Darcy Meets His Match
"Come Darcy I must see you dance. I hate to see you standing about in this stupid manner." Bingley eyed Darcy to determine the effects of his advice, though he didn't know why he bothered; Darcy always did exactly as he pleased regardless. The present instance was no exception.
"I most certainly shall not. At an assembly such as this. It would be insupportable." Darcy spoke from habit, more than observation. He had long since grown bored with the foolish and fawning behavior of society. No one had an opinion of their own unless it was fashionable. But in deference to Bingley he added, "Your sisters are engaged at present. And you know it would be a punishment for me to stand up with any other woman in the room."
Bingley, true to form, objected violently, remarking on the fastidious behavior of his friend. Darcy, unfazed, merely grunted. Bingley was so predictable. So was Miss Bingley for that matter. It pleased him to think he could anticipate the behavior of almost his entire range of acquaintance, even those newly met. That irksome Mrs. Bennet for example....
At that moment Bingley was still occupied spotting a suitable dance partner for his friend. He motioned towards a young brunette sitting alone and remarked that she was very pretty and agreeable.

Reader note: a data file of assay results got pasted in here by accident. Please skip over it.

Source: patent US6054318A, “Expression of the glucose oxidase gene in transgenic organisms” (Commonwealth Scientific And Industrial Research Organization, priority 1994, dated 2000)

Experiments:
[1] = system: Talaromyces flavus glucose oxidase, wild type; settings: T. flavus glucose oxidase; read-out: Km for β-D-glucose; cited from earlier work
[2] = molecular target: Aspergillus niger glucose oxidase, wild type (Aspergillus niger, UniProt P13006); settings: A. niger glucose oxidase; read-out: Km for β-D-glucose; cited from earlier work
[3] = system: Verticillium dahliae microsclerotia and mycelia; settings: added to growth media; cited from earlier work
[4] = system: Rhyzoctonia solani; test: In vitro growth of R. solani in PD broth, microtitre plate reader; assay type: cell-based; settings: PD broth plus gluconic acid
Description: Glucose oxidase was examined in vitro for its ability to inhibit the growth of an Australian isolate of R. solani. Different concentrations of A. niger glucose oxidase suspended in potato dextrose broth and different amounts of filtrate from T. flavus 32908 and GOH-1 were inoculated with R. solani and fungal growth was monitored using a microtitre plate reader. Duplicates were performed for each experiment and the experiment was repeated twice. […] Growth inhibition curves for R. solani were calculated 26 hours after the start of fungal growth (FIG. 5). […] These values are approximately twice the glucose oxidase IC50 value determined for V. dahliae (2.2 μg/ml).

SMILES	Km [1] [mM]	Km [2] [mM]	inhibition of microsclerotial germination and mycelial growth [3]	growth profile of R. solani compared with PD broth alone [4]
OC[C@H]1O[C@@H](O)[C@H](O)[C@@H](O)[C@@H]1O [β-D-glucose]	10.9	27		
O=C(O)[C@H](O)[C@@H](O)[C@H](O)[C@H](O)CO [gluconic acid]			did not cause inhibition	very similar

Darcy glanced at her and found her not all remarkable and as too agreeable, with a mother such as Mrs. Bennet he found that highly unlikely. "She is tolerable I suppose, but not handsome enough to tempt me," he declared, and then added for good measure, "Bingley I'm in no humor to give consequence to young ladies who are slighted by other men." In fact, Darcy severely doubted he was in humor to give consequence to any young lady. Limited in their understanding and narrow minded in their goals (he could perceive Miss Bingley eyeing him from across the room), he much preferred a book or the solitude of the outdoors.
His meditations were interrupted as he observed Miss Bennet rise from her seat, and smirk knowingly at him before joining her friend Miss Lucas. Both broke into peals of laughter. Darcy realized she must have overheard his criticism and was astonished at her reaction to it. She did not look tearful or sullen as he had expected. In fact, she turned the tables on him. He rallied his pride, which after all he had plenty of, and stalked across the room. His curiosity was piqued: Miss Elizabeth Bennet would warrant further study.
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ns. I am so pleased to see you and your bride in such excellent health. Indeed I am exceedingly impressed with the splendor of your beautiful grounds....."